Scientist advise caution ahead of festival season as monkeypox cases rise

·4 min read
Monkeypox virus
Monkeypox virus

People attending festivals and other events with large crowds this summer have been advised by health officials to be cautious as the number of monkeypox cases continues to increase.

The majority of infections are in men who identify as having sex with other men and experts are encouraging this community in particular to be “hyper vigilant” to any new ulcers, lesions or rashes on their body, especially their genitalia.

Monkeypox is not an STI but can be spread via sex as it passes from one person to another following close contact, including skin-to-skin, such as occurs during sex.

Officials worldwide now believe the virus likely spread around the world so quickly as an infected person visited a sauna in Madrid which then became a superspreader event.

Events, including a gay Pride event in the Canary Islands and a fetish festival in Belgium, are also believed to be linked to multiple early infections.

Dr Will Nutland, honorary assistant professor at the London School of Hygiene and Tropical Medicine and co-founder of Prepster, a volunteer group of London-based HIV prevention activists helping raise awareness of monkeypox, hosted a webinar dedicated to informing the LGBTQ+ community about the risks of monkeypox.

“There’s been talk in some of the networks we are involved in of the potential dangers of groups of people getting together,” he said.

“Particularly where groups of people may get together and drink, or get high, and start making out.

“We know there is a big two-day festival coming up [Mighty Hoopla] that’s going to attract a lot of queer people in London in a week’s time.”

Mighty Hoopla is a popular festival in Brockwell park in Stockwell, South London and bands such as Sugababes, Steps and Blue will be playing at the event on June 3 and 4.

Mateo Prochazka, an STI expert on the UKHSA team investigating the monkeypox cases who is a self-identifying gay man and has a ticket to the event in South London, said he would still be going despite the monkeypox risk but may think about avoiding certain high-risk situations and environments.

“I’m going there to have a good time, to dance, to have a drink, to sit on the grass. [But] I will maybe think about whether I want to be in a closed tent dancing with a lot of people, just because I want to protect my health,” he said.

“That’s not necessarily something I’m telling everyone they should be doing, but I’m thinking about it.

“If I were single, if I were not in a monogamous relationship, I maybe would withhold from having multiple new sexual contacts just because I dont want the experience of going through the monkeyplox pathway right now.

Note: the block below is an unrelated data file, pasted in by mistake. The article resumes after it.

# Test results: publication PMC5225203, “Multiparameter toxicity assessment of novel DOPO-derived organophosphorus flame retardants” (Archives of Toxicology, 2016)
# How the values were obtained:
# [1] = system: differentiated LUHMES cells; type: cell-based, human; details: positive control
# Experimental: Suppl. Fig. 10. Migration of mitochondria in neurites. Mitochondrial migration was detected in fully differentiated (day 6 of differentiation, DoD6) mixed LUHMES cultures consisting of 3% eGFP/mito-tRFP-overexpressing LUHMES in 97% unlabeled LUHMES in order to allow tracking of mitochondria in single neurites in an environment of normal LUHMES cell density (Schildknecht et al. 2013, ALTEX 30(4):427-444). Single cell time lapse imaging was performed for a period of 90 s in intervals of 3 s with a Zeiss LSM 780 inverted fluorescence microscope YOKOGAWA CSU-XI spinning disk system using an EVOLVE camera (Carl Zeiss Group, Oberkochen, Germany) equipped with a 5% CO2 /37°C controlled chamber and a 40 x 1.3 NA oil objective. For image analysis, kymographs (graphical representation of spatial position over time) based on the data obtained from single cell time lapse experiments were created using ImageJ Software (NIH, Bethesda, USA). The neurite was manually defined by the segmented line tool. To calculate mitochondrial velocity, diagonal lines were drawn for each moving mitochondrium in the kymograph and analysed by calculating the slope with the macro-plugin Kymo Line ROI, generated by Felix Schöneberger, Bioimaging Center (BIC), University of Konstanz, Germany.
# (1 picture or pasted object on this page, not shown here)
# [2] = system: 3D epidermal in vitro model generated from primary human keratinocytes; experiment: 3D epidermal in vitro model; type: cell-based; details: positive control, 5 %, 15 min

“That is just my personal choice, but I will very much still go to Mighty Hoopla and do things I feel like are not risky.”

Dr Nutland added: “There are not calls for us to start closing down venues and events. In fact, quite the opposite.

“Those of us involved in these public health discussions know that is not the right thing to do. Let’s have a nice balance going on.”

A spokesperson for Mighty Hoopla told The Telegraph: “Across all Brockwell Live festivals, we remain committed to working in line with government health guidance regarding public safety at events.

“As with our policy following the Covid-19 pandemic - ticket holders are urged to stay at home if they feel unwell.”

Currently there are 106 known cases of the virus in the UK, with 101 in England, three in Scotland, one in Northern Ireland and one in Wales.

It comes as the British health authorities updated official guidance to state that pet rodents (gerbils, guinea pigs, hamsters etc) of monkeypox cases must be isolated in a secure location, such as a government lab, for three weeks.

This is the human incubation period for the disease and the animal must test negative via PCR before it can be released from quarantine. There are an estimated two million pet rodents in Britain.

Wendi Shepherd, Monkeypox Incident Director at the UK Health Security Agency, called the move “a precautionary measure”.

Other pets, such as cats and dogs, are believed to be less susceptible to monkeypox and can be isolated away from an infected person at home, as long as vets can access the animal safely.

CORRECTION: An earlier version of this article reported that music festivals could become monkeypox superspreader events. This was incorrect. In fact expert advice is large events can go ahead but people should be aware of the risks and avoid multiple sexual contacts.